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U.S. Commander Predicts Big Afghan Turnout

Women reading campaign posters 17 September 2005 -- The commander of U.S. forces in Afghanistan today said he expected a big turnout in tomorrow's landmark elections.

The comments came as clashes between police and guerrillas resulted in at least 12 dead.

Lieutenant General Karl Eikenberry said today that he believes Afghans would turn out at the polls in droves despite the high risk of violence.

"Tomorrow that election is going to go," Eikenberry said. "There will be some violence, but it's going to go. Twelve million registered voters -- they're going to turn out in record numbers to express their will."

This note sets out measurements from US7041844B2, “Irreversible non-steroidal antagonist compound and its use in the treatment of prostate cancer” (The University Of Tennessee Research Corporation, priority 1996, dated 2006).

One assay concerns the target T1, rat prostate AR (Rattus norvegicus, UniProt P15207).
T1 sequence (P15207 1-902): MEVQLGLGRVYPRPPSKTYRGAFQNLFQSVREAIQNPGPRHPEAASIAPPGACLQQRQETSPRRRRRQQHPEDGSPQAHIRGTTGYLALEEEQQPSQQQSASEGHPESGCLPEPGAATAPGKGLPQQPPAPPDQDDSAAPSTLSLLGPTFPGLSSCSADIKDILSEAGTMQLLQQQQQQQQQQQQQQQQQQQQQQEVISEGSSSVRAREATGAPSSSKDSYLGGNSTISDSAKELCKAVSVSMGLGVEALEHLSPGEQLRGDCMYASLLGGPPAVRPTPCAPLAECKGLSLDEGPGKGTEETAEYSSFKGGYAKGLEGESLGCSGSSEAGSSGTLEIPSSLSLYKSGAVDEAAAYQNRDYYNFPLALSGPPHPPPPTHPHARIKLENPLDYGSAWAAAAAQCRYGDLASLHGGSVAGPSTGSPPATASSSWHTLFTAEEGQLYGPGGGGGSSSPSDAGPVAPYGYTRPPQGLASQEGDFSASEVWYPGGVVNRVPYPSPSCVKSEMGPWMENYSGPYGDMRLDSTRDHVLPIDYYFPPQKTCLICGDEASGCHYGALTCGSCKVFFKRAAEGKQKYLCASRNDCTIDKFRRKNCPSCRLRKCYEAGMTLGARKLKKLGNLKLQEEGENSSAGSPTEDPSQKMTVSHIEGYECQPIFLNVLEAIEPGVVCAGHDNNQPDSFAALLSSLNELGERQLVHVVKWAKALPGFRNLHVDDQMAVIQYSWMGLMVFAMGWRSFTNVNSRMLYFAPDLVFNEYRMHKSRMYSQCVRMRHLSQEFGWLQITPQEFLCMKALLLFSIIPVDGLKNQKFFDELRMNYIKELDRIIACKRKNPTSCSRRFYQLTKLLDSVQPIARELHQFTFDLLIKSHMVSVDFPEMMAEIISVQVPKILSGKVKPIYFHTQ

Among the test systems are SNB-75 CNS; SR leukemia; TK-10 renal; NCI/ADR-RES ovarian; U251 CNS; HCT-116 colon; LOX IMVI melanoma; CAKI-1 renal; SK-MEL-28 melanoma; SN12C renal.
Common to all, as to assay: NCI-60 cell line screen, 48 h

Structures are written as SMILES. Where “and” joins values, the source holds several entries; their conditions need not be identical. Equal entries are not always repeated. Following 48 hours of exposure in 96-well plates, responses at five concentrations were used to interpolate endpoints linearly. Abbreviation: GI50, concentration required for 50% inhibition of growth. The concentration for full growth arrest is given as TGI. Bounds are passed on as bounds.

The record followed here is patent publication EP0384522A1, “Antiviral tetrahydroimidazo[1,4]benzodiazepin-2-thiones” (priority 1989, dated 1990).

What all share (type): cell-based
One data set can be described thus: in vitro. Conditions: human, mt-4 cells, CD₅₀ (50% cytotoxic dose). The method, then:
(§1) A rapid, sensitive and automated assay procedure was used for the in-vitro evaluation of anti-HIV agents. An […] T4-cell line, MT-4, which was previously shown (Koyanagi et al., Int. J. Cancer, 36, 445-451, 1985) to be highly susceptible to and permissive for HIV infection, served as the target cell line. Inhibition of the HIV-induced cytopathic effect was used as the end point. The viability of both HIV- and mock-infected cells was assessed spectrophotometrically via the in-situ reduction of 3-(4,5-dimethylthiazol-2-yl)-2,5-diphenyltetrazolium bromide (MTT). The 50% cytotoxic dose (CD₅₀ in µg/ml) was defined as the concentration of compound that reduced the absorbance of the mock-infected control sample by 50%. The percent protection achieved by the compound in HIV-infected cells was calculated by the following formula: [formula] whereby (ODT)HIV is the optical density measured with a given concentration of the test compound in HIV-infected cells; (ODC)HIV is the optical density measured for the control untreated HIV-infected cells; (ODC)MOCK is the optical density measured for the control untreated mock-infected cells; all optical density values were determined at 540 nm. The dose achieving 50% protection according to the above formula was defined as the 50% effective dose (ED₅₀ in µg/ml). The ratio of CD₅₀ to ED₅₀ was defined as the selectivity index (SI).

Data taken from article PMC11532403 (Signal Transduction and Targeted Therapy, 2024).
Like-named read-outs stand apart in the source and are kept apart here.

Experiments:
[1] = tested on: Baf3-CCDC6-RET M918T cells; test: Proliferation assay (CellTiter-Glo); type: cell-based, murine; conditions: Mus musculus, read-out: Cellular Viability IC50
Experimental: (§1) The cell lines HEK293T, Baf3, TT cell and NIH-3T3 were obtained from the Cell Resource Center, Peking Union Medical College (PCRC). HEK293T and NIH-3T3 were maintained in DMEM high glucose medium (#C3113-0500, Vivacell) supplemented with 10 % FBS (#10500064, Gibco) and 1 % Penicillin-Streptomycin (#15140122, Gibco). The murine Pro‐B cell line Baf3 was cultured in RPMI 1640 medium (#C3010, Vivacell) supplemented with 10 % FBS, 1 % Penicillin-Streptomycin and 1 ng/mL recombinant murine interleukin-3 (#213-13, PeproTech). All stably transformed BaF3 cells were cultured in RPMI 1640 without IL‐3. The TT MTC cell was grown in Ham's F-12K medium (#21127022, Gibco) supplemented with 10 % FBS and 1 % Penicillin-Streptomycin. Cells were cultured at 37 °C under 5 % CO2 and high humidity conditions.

Police Chief Slain

Meanwhile, suspected Taliban gunmen ambushed and killed the police chief of Kabul's Musayi district and two other policemen.

Separately, two suspected Taliban gunmen were killed in a firefight with highway police in the southeastern Afghanistan's Zabul Province.

In the southern Kandahar Province, suspected Taliban ambushed a police patrol.

Seven Taliban rebels were killed in the ensuing battle. No police officers were killed or wounded.

In neighboring Pakistan, thousands of troops have been put on alert near the Afghan border.


For more on the Afghan elections, see RFE/RL Afghanistan Votes page.